2. There were no matters arising.
3. RD49 Status Report Study of the Radiation Tolerance of ICs for LHC)
The Board was impressed by the significant achievements reported by RD49 and stressed the importance to the LHC Collaborations of the various radiation tolerance issues being addressed.
Experimental confirmation has been obtained of the expected improvement of the intrinsic radiation tolerance of standard commercial CMOS technologies with scaling to the deep sub-micron region 0.25mm). Substantial additional enhancement of this intrinsic radiation tolerance has been shown to be possible by adopting special design rules for the layout of transistors. The validity of the "radiation tolerance by design" approach has been shown in an LHC demonstrator a pixel readout chip for ALICE which operated within specifications up to a total dose of 2 Mrad).
Potential problems at the LHC due to "Single Event Effects" and the newly discovered "low dose-rate" effect in bipolar devices have been recognized. Plans have been prepared for further investigation of these phenomena with the aim of establishing methods of mitigating their impact in custom ASIC designs.
The magnitude of the risks associated with the planned widespread use of Commercial-Off-The-Shelf COTS) components in the LHC experiments has become better appreciated, and the LHC Collaborations have started to review their architectures in view of the concerns highlighted by RD49. Beneficial contacts have been established with the Space Agencies and other specialized institutes with a long experience of designing and operating electronics systems in radiation environments.
The Board strongly recommends that the LHC Collaborations develop a policy for risk management and well-defined procedures for the radiation-tolerance qualification of electronic components and subsystems, power supplies etc. located on the outer detectors or in the caverns. The Board stressed that RD49 has an essential role to play in evaluating the risks and defining qualification procedures together with the Collaborations, but does not have the resources to systematically qualify specific COTS components on behalf of the Collaborations.
The Board underlined the crucial importance of the issues being
addressed by RD49 and recommends that their program of work should
continue for a second year with the proposed milestones. The Board encouraged
the LHC Collaborations to organize a common Workshop on radiation-tolerant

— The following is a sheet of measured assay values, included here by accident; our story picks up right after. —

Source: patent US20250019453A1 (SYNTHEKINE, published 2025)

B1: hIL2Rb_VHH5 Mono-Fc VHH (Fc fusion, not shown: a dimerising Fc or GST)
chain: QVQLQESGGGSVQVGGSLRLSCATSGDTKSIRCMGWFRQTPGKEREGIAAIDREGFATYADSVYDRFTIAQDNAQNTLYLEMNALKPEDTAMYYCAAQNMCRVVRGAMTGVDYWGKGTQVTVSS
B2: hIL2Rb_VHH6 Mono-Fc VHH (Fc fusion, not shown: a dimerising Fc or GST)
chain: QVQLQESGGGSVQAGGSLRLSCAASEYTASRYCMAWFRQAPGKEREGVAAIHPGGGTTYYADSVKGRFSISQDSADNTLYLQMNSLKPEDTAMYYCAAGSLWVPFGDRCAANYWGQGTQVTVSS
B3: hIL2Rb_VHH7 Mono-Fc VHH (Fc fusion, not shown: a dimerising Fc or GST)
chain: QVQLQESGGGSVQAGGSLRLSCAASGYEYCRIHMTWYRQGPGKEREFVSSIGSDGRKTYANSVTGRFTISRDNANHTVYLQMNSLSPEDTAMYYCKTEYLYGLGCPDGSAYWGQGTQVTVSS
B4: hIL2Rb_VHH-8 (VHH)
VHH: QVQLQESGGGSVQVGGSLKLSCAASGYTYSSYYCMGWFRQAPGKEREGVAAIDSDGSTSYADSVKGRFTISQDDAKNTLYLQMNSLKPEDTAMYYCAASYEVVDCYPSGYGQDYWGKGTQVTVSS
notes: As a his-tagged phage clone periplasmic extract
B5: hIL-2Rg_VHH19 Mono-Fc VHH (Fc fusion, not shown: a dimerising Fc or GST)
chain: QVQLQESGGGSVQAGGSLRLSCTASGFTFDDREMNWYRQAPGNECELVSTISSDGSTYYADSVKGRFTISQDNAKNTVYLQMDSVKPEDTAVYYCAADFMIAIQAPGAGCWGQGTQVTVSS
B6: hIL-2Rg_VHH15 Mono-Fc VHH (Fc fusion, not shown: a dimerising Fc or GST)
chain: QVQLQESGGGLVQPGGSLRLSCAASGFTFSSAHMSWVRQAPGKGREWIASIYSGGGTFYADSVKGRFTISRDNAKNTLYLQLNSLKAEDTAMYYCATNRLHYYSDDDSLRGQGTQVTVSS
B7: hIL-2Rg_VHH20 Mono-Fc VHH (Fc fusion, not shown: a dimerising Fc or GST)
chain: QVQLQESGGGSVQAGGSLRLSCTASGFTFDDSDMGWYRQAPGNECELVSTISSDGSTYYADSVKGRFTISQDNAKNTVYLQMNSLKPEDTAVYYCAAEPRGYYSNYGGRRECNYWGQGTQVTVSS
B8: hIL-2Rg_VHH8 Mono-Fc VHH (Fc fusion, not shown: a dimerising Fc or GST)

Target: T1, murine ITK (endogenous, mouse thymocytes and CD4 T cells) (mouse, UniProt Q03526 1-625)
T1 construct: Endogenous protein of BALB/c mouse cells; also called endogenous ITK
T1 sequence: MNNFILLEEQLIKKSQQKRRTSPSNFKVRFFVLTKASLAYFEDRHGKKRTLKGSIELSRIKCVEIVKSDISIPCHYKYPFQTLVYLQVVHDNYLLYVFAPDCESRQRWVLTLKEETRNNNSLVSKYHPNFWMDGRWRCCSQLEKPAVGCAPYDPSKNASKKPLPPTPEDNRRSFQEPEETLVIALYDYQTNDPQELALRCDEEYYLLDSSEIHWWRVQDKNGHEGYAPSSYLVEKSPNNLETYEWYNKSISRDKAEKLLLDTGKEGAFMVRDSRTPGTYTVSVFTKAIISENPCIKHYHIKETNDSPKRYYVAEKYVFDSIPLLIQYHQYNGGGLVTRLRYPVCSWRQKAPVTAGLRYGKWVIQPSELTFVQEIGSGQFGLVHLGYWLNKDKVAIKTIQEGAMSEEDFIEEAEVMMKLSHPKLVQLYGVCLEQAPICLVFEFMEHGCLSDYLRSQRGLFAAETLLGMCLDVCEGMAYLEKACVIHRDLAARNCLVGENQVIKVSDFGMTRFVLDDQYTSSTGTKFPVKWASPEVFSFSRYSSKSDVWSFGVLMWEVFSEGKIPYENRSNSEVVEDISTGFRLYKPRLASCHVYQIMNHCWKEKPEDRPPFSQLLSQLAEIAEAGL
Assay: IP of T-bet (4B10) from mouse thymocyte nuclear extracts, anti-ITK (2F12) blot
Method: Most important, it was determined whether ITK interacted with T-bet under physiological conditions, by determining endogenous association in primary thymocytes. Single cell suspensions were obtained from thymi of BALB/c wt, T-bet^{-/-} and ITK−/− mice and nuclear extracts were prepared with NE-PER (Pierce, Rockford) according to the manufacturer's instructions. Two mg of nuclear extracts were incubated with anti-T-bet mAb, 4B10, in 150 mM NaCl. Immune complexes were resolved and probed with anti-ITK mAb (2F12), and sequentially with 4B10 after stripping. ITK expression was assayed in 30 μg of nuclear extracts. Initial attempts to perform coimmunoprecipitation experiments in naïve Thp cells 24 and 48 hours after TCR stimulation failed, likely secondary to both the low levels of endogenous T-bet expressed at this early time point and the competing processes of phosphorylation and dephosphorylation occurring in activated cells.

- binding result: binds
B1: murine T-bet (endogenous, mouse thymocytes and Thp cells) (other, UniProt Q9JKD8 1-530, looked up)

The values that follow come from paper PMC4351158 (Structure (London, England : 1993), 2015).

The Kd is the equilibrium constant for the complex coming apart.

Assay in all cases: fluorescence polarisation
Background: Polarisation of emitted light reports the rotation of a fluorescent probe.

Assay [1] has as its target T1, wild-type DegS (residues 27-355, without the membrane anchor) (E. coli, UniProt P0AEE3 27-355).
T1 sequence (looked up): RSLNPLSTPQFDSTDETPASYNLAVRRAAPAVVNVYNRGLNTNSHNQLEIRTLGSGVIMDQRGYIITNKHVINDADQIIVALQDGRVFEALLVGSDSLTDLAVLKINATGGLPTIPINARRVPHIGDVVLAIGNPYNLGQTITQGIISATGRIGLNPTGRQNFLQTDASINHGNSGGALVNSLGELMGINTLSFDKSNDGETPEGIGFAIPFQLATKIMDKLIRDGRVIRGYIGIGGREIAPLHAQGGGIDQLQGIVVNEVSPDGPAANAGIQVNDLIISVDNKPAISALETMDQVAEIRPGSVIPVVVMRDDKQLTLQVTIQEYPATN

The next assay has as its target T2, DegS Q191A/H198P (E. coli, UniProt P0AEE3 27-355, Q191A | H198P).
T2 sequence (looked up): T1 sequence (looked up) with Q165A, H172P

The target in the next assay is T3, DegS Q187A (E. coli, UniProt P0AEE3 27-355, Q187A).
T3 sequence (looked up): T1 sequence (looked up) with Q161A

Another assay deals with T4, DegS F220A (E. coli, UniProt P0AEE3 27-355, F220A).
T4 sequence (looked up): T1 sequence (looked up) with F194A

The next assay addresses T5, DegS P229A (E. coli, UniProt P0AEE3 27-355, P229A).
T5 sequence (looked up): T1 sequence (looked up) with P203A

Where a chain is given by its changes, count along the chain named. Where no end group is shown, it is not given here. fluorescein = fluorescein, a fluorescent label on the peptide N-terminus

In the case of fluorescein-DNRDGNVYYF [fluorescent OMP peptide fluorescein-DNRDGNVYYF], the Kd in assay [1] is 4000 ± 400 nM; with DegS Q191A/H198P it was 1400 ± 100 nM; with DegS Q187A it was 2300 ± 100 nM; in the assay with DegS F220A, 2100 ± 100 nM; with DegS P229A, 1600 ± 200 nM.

electronics in order to foster a wide awareness of the latest results and
their implications and to help prioritize RD49ís multiple milestones.
The Board heard a report from G. Stefanini, who together with Ph. Farthouat
and E. Petrolo, had been requested in the 5th LEB meeting 31
Oct í97) to investigate the feasibility of setting up a common development
for a radiation-tolerant, high-speed
>1 Gbit/s), low-power, low-cost, digital optical detector readout link. Several partial and uncoordinated developments, each targeted at the requirements of a specific detector, and generally based on the availability of a particular component, are underway in the community. However, for a number of different reasons there is concern about the probability of successful completion and long-term survival of some of these developments, as well as the costs of long-term support and maintenance of multiple solutions. A proposal was presented to set up a unified team at CERN to develop a complete serial link solution satisfying requirements of all detectors. The team will:
Even though ATLAS have different requirements and have not decided on
a final strategy for their high-speed optical readout links, the Board
underlined the advantages of adopting a common solution - economy of
scale, reduction of development costs and reduction of resources needed
for long-term support and maintenance.
5. Frame contracts for procurement of radiation-hardened microelectronics
As a result of independent discussions between a supplier of radiation-hardened
ASIC technology and each of ATLAS and CMS, it has been proposed to draw
up a "Frame Contract". This would define technical and commercial
conditions for procurement mainly based on a global estimate of the number
of wafers, but split up into a number of separate orders, each of a different
volume and spread over a period of several years. Such a frame contract
will be established as a result of a call for tender based on a specification
of technical requirements, number of runs, their volumes and the expected
spending profile in time, etc.
A draft specification has been proposed by ATLAS. A discussion took place to see whether a common frame contract could be established in view of the fact that each Collaboration has different requirements numbers and volumes of different designs, spending profiles, etc.).
The Board encourages the LHC Collaborations to attempt to draw up a common draft under the coordination of D. Gregorio CERN-SPL).
The 1998 LEB Workshop will be held in the Physics Dept. University of La Sapienza, Rome. E. Petrolo reported that the local organizing committee would be constituted from people from the INFN and La Sapienza. The call for papers is expected to be sent out by e-mail by the end of January. The Abstracts deadline will be set as 1 May.
The Chairman summarized his presentation to the 31st LHCC meeting on 5-6 November 1997 and reported on the discussion that took place. His report covered the material from the LEB meetings of 20th May and 31st Oct 1997: